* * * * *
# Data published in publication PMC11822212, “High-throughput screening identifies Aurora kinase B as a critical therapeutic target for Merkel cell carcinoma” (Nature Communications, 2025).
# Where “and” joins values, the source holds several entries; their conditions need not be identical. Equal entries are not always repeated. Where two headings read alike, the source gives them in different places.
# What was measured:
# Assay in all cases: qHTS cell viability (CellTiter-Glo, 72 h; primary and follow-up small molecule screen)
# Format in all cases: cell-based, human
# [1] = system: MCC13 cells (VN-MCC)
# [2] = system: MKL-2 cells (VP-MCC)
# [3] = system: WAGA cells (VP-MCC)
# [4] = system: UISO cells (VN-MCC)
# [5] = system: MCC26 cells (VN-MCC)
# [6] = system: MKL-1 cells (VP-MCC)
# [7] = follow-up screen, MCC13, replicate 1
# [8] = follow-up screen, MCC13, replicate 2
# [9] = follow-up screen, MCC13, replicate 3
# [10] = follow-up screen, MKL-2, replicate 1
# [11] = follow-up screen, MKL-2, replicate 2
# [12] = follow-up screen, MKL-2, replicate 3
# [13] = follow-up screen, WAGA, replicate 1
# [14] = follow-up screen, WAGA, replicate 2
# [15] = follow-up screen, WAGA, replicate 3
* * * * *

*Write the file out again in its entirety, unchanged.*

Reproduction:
# Data published in publication PMC11822212, “High-throughput screening identifies Aurora kinase B as a critical therapeutic target for Merkel cell carcinoma” (Nature Communications, 2025).
# Where “and” joins values, the source holds several entries; their conditions need not be identical. Equal entries are not always repeated. Where two headings read alike, the source gives them in different places.
# What was measured:
# Assay in all cases: qHTS cell viability (CellTiter-Glo, 72 h; primary and follow-up small molecule screen)
# Format in all cases: cell-based, human
# [1] = system: MCC13 cells (VN-MCC)
# [2] = system: MKL-2 cells (VP-MCC)
# [3] = system: WAGA cells (VP-MCC)
# [4] = system: UISO cells (VN-MCC)
# [5] = system: MCC26 cells (VN-MCC)
# [6] = system: MKL-1 cells (VP-MCC)
# [7] = follow-up screen, MCC13, replicate 1
# [8] = follow-up screen, MCC13, replicate 2
# [9] = follow-up screen, MCC13, replicate 3
# [10] = follow-up screen, MKL-2, replicate 1
# [11] = follow-up screen, MKL-2, replicate 2
# [12] = follow-up screen, MKL-2, replicate 3
# [13] = follow-up screen, WAGA, replicate 1
# [14] = follow-up screen, WAGA, replicate 2
# [15] = follow-up screen, WAGA, replicate 3